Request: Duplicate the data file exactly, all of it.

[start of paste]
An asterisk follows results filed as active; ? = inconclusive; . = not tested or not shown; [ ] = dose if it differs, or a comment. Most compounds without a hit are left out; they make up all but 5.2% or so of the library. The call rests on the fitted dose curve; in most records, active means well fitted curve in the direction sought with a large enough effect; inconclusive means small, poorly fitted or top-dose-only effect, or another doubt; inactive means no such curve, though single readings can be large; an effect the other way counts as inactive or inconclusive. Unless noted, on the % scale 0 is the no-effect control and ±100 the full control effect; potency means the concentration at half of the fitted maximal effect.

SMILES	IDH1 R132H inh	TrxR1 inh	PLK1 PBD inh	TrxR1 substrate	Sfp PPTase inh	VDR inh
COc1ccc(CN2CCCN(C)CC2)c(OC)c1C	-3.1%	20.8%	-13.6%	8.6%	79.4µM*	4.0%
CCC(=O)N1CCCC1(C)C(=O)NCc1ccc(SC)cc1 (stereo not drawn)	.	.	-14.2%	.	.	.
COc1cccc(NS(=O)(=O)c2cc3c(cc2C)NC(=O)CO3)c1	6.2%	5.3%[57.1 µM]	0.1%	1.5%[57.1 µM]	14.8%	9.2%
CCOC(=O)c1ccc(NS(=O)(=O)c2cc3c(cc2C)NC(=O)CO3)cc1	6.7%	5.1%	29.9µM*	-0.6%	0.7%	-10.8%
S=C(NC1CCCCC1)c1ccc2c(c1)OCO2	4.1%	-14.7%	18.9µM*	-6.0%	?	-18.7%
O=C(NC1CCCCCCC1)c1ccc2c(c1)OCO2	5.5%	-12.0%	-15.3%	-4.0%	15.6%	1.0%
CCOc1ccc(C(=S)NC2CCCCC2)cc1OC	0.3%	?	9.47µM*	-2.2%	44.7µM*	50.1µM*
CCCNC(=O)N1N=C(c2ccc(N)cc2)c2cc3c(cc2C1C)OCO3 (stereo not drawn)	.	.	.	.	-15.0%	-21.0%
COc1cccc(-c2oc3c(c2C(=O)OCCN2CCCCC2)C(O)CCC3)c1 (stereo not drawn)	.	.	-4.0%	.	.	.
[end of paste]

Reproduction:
An asterisk follows results filed as active; ? = inconclusive; . = not tested or not shown; [ ] = dose if it differs, or a comment. Most compounds without a hit are left out; they make up all but 5.2% or so of the library. The call rests on the fitted dose curve; in most records, active means well fitted curve in the direction sought with a large enough effect; inconclusive means small, poorly fitted or top-dose-only effect, or another doubt; inactive means no such curve, though single readings can be large; an effect the other way counts as inactive or inconclusive. Unless noted, on the % scale 0 is the no-effect control and ±100 the full control effect; potency means the concentration at half of the fitted maximal effect.

SMILES	IDH1 R132H inh	TrxR1 inh	PLK1 PBD inh	TrxR1 substrate	Sfp PPTase inh	VDR inh
COc1ccc(CN2CCCN(C)CC2)c(OC)c1C	-3.1%	20.8%	-13.6%	8.6%	79.4µM*	4.0%
CCC(=O)N1CCCC1(C)C(=O)NCc1ccc(SC)cc1 (stereo not drawn)	.	.	-14.2%	.	.	.
COc1cccc(NS(=O)(=O)c2cc3c(cc2C)NC(=O)CO3)c1	6.2%	5.3%[57.1 µM]	0.1%	1.5%[57.1 µM]	14.8%	9.2%
CCOC(=O)c1ccc(NS(=O)(=O)c2cc3c(cc2C)NC(=O)CO3)cc1	6.7%	5.1%	29.9µM*	-0.6%	0.7%	-10.8%
S=C(NC1CCCCC1)c1ccc2c(c1)OCO2	4.1%	-14.7%	18.9µM*	-6.0%	?	-18.7%
O=C(NC1CCCCCCC1)c1ccc2c(c1)OCO2	5.5%	-12.0%	-15.3%	-4.0%	15.6%	1.0%
CCOc1ccc(C(=S)NC2CCCCC2)cc1OC	0.3%	?	9.47µM*	-2.2%	44.7µM*	50.1µM*
CCCNC(=O)N1N=C(c2ccc(N)cc2)c2cc3c(cc2C1C)OCO3 (stereo not drawn)	.	.	.	.	-15.0%	-21.0%
COc1cccc(-c2oc3c(c2C(=O)OCCN2CCCCC2)C(O)CCC3)c1 (stereo not drawn)	.	.	-4.0%	.	.	.